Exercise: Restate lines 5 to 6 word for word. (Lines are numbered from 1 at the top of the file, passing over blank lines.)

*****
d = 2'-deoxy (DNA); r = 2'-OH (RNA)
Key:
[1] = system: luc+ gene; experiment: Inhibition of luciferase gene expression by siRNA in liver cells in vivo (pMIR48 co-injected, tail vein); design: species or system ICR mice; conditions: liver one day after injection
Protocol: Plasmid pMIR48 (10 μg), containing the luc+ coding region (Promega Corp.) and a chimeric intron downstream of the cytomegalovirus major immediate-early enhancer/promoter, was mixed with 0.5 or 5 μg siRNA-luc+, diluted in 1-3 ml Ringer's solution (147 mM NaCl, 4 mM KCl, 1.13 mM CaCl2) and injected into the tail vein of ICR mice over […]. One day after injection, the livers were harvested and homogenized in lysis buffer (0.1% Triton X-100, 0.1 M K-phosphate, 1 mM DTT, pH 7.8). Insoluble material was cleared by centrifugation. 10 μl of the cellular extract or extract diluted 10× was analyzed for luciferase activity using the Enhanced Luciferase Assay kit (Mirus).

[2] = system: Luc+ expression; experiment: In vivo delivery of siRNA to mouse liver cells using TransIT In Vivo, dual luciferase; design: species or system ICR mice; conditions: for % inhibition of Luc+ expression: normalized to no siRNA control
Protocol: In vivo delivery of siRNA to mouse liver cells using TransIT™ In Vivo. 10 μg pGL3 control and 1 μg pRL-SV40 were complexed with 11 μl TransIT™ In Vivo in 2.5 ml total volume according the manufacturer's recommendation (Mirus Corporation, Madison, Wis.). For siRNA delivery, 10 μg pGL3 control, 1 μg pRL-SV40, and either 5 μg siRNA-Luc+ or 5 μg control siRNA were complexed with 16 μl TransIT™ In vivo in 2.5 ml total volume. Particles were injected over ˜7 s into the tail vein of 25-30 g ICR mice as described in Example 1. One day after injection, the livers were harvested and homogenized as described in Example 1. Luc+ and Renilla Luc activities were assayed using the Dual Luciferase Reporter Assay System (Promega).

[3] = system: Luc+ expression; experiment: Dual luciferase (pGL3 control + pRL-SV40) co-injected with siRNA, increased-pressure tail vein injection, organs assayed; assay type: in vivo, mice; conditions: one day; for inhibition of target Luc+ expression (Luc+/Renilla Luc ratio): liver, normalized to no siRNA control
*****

[2] = system: Luc+ expression; experiment: In vivo delivery of siRNA to mouse liver cells using TransIT In Vivo, dual luciferase; design: species or system ICR mice; conditions: for % inhibition of Luc+ expression: normalized to no siRNA control
Protocol: In vivo delivery of siRNA to mouse liver cells using TransIT™ In Vivo. 10 μg pGL3 control and 1 μg pRL-SV40 were complexed with 11 μl TransIT™ In Vivo in 2.5 ml total volume according the manufacturer's recommendation (Mirus Corporation, Madison, Wis.). For siRNA delivery, 10 μg pGL3 control, 1 μg pRL-SV40, and either 5 μg siRNA-Luc+ or 5 μg control siRNA were complexed with 16 μl TransIT™ In vivo in 2.5 ml total volume. Particles were injected over ˜7 s into the tail vein of 25-30 g ICR mice as described in Example 1. One day after injection, the livers were harvested and homogenized as described in Example 1. Luc+ and Renilla Luc activities were assayed using the Dual Luciferase Reporter Assay System (Promega).